Summer 2019 Internship!

What are we doing over the summer you ask? Well…… we are hosting students! Why? Keep reading and find out!

On July 15th Promise Corps welcomed 23 students to our main office to begin their internship opportunity! Students were placed in all different work sites from camp counselors to city offices! These young men and women have also been participating in professional development on Fridays with us! They are lead by Lynne who is our new part time staff member! Our youth came in ready to learn and MAKE MONEY! giphy

At the end of each professional development day the students are asked to reflect on the last few hours and share on what they have learned. Here are some amazing answers we got!

To make sure to have good sleep habits   

Don’t quit

Do things that are unexpected at work

Arrive 15 minutes early

Early is on time

Don’t quit your job on the spot

Manage your time well

It’s nice to have a respectful boss

Use your time wisely 

Lynne leading our youth in professional development.


How amazing are those responses?! These young men and women are growing professionally every day and will be taking this knowledge and applying it to school this year! In the last professional developments they have hit topics such as, how to dress in the workplace, how to stay strong in tough times, practicing eye contact and handshakes. 

They have 4 more great weeks of their internship and professional development. They will be hearing from guest speakers, they have a final presentation they will be working on and presenting to a group of adults and many more professional opportunities ahead of them! 

Be on the lookout for these young professionals in your candidate pool very soon! 



Welcome Kia!

Each summer Promise Corps is lucky to have an intern join the team to help with summer planning! The intern is tasked with projects that will help with give us strong start to the next school year. This summer we are pleased to welcome Kia! Read a little about Kia below:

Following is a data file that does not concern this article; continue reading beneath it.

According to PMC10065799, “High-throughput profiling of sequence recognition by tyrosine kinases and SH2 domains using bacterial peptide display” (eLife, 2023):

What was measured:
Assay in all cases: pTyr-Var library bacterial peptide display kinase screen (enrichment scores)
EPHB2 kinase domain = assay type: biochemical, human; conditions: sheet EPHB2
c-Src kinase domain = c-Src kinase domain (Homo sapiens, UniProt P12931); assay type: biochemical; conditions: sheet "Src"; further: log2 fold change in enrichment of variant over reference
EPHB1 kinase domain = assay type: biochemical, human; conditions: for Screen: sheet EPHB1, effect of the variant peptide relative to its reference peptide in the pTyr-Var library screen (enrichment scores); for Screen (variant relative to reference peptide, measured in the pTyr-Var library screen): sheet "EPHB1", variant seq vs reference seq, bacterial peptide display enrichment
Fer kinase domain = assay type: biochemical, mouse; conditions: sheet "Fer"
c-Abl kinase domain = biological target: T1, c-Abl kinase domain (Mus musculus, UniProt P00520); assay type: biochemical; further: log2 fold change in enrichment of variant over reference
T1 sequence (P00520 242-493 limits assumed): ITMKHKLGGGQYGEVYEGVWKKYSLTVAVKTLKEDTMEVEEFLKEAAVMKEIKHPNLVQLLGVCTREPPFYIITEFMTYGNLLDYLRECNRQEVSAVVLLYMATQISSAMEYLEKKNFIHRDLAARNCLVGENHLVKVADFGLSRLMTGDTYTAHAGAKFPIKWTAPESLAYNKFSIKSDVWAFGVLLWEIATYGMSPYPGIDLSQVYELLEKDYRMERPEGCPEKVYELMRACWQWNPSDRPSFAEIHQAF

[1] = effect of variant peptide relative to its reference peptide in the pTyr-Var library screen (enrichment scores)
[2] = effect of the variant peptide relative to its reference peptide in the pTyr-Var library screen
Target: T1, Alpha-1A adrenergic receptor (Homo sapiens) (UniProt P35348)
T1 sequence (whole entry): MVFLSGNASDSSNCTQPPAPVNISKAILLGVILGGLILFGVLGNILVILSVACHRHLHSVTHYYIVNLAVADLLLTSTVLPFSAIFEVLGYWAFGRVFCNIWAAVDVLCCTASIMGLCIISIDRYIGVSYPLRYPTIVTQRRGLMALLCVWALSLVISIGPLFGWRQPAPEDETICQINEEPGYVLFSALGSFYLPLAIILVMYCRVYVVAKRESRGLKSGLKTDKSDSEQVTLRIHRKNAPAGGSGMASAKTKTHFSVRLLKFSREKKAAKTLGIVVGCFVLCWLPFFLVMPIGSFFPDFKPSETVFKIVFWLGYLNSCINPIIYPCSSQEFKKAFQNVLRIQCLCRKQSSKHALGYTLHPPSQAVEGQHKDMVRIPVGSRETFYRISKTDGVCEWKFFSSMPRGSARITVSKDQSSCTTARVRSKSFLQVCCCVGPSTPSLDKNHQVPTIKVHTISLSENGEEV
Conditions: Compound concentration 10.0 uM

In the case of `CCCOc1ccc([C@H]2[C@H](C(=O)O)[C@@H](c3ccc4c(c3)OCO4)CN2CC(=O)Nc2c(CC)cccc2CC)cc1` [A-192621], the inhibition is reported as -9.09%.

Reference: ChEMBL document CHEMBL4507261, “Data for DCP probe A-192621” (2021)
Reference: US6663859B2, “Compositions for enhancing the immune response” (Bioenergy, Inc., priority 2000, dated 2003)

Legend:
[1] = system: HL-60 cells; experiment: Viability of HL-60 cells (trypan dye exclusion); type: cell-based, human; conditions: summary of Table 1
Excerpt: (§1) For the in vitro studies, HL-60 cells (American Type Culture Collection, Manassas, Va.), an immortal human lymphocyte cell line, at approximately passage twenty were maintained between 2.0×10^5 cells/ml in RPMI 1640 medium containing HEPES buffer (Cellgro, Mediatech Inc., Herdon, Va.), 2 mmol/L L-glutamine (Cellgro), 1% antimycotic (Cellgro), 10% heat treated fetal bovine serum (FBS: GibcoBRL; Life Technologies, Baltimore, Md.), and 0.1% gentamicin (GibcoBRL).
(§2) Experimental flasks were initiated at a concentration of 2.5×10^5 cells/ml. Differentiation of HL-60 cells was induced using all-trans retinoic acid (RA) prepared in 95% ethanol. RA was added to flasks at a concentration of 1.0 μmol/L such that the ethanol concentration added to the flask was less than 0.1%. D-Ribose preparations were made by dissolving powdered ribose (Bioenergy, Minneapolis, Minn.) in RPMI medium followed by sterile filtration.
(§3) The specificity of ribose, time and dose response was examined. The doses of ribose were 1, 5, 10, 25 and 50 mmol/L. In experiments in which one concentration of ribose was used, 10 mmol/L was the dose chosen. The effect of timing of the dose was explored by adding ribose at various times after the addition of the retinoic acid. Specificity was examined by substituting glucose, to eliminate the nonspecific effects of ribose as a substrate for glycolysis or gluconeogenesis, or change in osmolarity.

My name is Kia Kapri Nwadiora, you can call me Kia. I from Delaware County, PA and live in Philadelphia. I am currently in school at Temple University working on a degree in Social Work. While in college I support the Queer Student Union, Black Student Union, and the National Social Work Honors Society. My favorite subjects in high school were Math and Sociology. I am passionate about helping youth, for they are the future. After I graduate with my Masters of Social Work I plan to get a job within Philly’s government.  Something interesting about me is that I like to make clothes. My hobbies include; eating, dancing, reading, and thrift shopping!

A quote I live by is: “Be the change you wish to see in the world” -Gandhi

My favorite book I’ve ever read is: Becoming by Michelle Obama


Kia decided to join Promise Corps because she hopes to focus her career with her MSW targeted to education and community development! The Promise Corps Leadership team is excited to welcome and begin the amazing summer work.


-Marylissa Barbosa, Site Supervisor


Saying “Goodbye”

As AmeriCorps members, we know that our term is always short. In either six months or ten months, we all have a limited time to make an impact on others. Now that the year is coming to a close, we’re learning that it can be hard to let others know we won’t be here for much longer.  

Yes saying goodbye is hard, but the time leading up to it is even harder. We go back and forth on what is working and what is not, and the temptation to get out as quickly as possible weighs on us. Those who plan out their goodbyes are able to better manage their stress on accepting reality, and staying accountable to their students and their work. They have had empathetic, honest conversations, learned from feedback, and instead of lashing out, they’ve held their head high and continued to move forward.

For us as College and Career Ambassadors, we are not only saying goodbye to each other, but we are also saying goodbye to our students. As the year has come to an end, we have taken the time to hold “End of the Year Celebrations” at each site. At these celebrations, we provided fun activities, cookouts, and even gifts for our students. But, we also can’t forget the students who we rarely see or those who didn’t make it to the celebration. We are still trying to hold one last session with them so we can touch base, say goodbye and prepare for the summer.